The Blogfather goes on a stiletto-adorned rampage, and rants about brand equity following the news that Michael Kors has acquired Jimmy Choo.
Brand equity. Two words thrown around a lot in marketing departments and agencies alike; and understandably so. While marketing Leg-End Bob Hoffman is quite right to call the idea of brand “love” utter “horse shit”, brand perception and the impact of it is all too real. So, our shoe-loving, handbag-hoarding Junior Account Manager Leanne, let out an almighty screech when news broke that Jimmy Choo had been bought by Michael ruddy Kors. She added the (unconfirmed) middle name.
Sorry M.K, but while your no-doubt stylish watches and handbags grace the arms of at least 1 in 2 women* I come across on a daily basis, that is also everything that’s troubling me about this news; the Jimmy Choo name has an exclusivity about it that Michael Kors just, well…doesn’t. It’s like if Swatch were to buy Rolex. Sort of.
*Not actual statistics.
For shoe fanatics (and there are literally some of them) the purchase of a pair of Choo’s shouts ‘Look at me! I’ve got money and I’ve got power’. You buy a pair and you buy the shit load of “sass” (and about as much foot cramp) that comes with them. Buy Michael Kors however and you say ‘Look at me! Oh, and everyone else…’ Michael Kors may have themselves (no-doubt correctly) positioned as a premium fashion house, but the brand equity just isn’t the same.
...marketing Leg-End Bob Hoffman is quite right to call the idea of brand “love” utter “horse shit”
Let’s “throw it back”, as the cool kids are saying, to 2009, when Aston Martin announced its plans to launch the Cygnet; one mammoth balls-up of a line-extension. As Mark Ritson correctly predicted here, it was set to fail from the 97bhp get-go. Why? Because an exclusive, perhaps the most exclusive in Ritson’s words, luxury British car brand, took a mass-produced, Japanese city car and simply whacked their badge on it. That, my dear readers, will simply not do.
The problem with the Cygnet, is that it was a car. Stay with me for a second... Brands run a serious risk with line extensions that fall “so close yet so far” from their existing product offering. Yes, Aston make cars, but they make (in their consumers eyes), pure British class on wheels, or some such rubbish. In the same way that Harley Davidson’s CEO says they don’t sell motorbikes, what they sell is “The ability for a 43-year-old accountant to dress in black leather, ride through small towns and have people be afraid of him.” Take what is essentially a washing machine on wheels Toyota IQ and put it among a line-up of iconic DB models and you’re in danger of altering how a customer perceives your brand.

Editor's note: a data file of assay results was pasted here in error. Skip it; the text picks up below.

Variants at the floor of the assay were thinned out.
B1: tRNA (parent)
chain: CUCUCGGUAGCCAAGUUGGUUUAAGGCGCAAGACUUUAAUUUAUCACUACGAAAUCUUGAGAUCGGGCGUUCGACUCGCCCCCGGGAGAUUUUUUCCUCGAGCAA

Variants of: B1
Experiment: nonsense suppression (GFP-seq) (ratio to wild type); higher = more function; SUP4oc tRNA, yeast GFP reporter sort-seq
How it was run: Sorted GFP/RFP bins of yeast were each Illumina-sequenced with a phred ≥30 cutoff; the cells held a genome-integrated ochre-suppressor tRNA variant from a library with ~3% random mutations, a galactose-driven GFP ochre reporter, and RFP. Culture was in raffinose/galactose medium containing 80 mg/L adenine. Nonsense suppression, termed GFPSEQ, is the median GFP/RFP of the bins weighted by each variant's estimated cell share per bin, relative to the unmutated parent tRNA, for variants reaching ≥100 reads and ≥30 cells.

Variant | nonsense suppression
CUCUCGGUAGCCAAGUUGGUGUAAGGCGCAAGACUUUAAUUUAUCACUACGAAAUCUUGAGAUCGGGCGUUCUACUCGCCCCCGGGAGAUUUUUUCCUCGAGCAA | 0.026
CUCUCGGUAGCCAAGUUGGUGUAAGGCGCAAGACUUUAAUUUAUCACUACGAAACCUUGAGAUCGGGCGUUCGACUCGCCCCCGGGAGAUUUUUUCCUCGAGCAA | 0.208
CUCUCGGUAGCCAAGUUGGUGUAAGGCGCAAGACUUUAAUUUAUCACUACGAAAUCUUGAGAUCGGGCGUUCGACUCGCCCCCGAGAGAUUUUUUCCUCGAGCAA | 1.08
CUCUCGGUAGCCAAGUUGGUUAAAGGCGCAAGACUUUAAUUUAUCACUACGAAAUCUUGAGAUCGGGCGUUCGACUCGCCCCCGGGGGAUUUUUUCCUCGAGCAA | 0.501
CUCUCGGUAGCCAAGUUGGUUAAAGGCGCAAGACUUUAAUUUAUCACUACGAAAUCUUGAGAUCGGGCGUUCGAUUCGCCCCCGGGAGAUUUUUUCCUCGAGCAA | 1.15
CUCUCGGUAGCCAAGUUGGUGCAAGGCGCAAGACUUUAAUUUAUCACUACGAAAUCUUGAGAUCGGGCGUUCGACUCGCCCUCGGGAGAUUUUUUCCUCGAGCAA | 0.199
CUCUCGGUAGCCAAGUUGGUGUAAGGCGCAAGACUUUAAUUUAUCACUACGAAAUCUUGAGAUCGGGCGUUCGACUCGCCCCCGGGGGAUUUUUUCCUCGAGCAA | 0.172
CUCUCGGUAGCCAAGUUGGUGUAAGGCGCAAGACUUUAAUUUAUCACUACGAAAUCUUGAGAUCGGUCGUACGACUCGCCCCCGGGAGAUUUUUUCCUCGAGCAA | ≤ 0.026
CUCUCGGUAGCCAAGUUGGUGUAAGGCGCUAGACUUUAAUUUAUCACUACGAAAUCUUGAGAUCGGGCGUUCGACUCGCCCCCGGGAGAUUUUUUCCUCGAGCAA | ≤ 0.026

Ultimately, Jimmy Choo's shoes and bags risk being devalued by a marriage with Michael Kors’ shoes and bags. Being bought by another premium fashion label isn’t the issue. In fact, it should be considered a smart move in comparison with the many private equity firms it’s passed through in its 21-year history. But unfortunately, Michael Kors has followed the same 'short-term sales over long-term sustainability' pattern as the average US luxury house. And whilst in reality they won’t, it’s the mere thought of Jimmy Choo going down that same mass-distributed road that’s got us quaking in our stilettos.
"All of Ferrari’s red, prancing horse licensed products have another thing in common – none of them are cars"
Sarah Shannon at businessoffashion.com sums it up brilliantly:
"While Europe’s luxury groups have focused on long-term brand building, maintaining an “illusion of exclusivity,” US luxury houses have chased short-term sales by boosting distribution as wide as possible once a brand becomes fashionable, then suffering the blowback when the brand becomes too ubiquitous and crashes."
Couldn’t have put it better myself, Sarah. Literally.
But never fear! It seems that Michael Kors’ CEO John D. Idol is all over it:
"We believe that Jimmy Choo is poised for meaningful growth in the future and we are committed to supporting the strong brand equity that Jimmy Choo has built over the last 20 years."
Jimmy Choo's chairman, Peter Harf, said that a combination with Michael Kors would allow Jimmy Choo to "embark on its next phase of growth."
For this to have a positive impact on the future of both brands, it’s crucial that Idol stays true to his word of supporting the existing brand equity. There needs to be zero evidence that the two apples now fall from the same tree, as it were.
As in any industry, not just high-end fashion, it’s important for brands to have something unique in the way a customer perceives them. Think about it like this: in the business of bottled water, how do brands like Evian and Volvic survive against their cheaper supermarket rivals?
Have a gander at this corker of a TED Talk, from the wonderful Amelia Torode, for the answer:
And, talk to Gasp. We run brand workshops, with great success, to help with a vast array of brand challenges:
• Redefine and clarify your Vision, Mission and core Values
• Give your brand personality some new clobber and a refresh
• Create Differentiation. “Me too” is not memorable
• Reposition your brand and attract a new market
• Create compelling and consistent messaging
• Produce a strategic brand plan
We helped what is now a world-famous B2C brand grow from an initial meeting that contained the airing of some very different opinions, and you can have a read of that story here.
If you like the sound of spending some time with us to help shape your brand, then drop us a note or give us a tinkle. We’d love to have a chat.
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